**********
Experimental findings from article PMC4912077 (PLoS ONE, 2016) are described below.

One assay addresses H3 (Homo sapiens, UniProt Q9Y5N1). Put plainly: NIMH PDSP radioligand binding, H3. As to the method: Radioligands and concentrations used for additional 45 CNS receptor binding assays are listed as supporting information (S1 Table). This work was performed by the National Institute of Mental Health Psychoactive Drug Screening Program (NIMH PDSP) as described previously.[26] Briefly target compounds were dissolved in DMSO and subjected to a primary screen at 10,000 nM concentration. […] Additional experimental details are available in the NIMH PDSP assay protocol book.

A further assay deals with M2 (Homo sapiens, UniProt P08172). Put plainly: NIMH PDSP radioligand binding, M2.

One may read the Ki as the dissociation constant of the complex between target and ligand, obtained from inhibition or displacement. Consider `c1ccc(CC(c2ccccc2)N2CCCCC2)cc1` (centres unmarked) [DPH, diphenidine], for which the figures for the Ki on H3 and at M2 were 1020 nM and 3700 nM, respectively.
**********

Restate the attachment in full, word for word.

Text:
Experimental findings from article PMC4912077 (PLoS ONE, 2016) are described below.

One assay addresses H3 (Homo sapiens, UniProt Q9Y5N1). Put plainly: NIMH PDSP radioligand binding, H3. As to the method: Radioligands and concentrations used for additional 45 CNS receptor binding assays are listed as supporting information (S1 Table). This work was performed by the National Institute of Mental Health Psychoactive Drug Screening Program (NIMH PDSP) as described previously.[26] Briefly target compounds were dissolved in DMSO and subjected to a primary screen at 10,000 nM concentration. […] Additional experimental details are available in the NIMH PDSP assay protocol book.

A further assay deals with M2 (Homo sapiens, UniProt P08172). Put plainly: NIMH PDSP radioligand binding, M2.

One may read the Ki as the dissociation constant of the complex between target and ligand, obtained from inhibition or displacement. Consider `c1ccc(CC(c2ccccc2)N2CCCCC2)cc1` (centres unmarked) [DPH, diphenidine], for which the figures for the Ki on H3 and at M2 were 1020 nM and 3700 nM, respectively.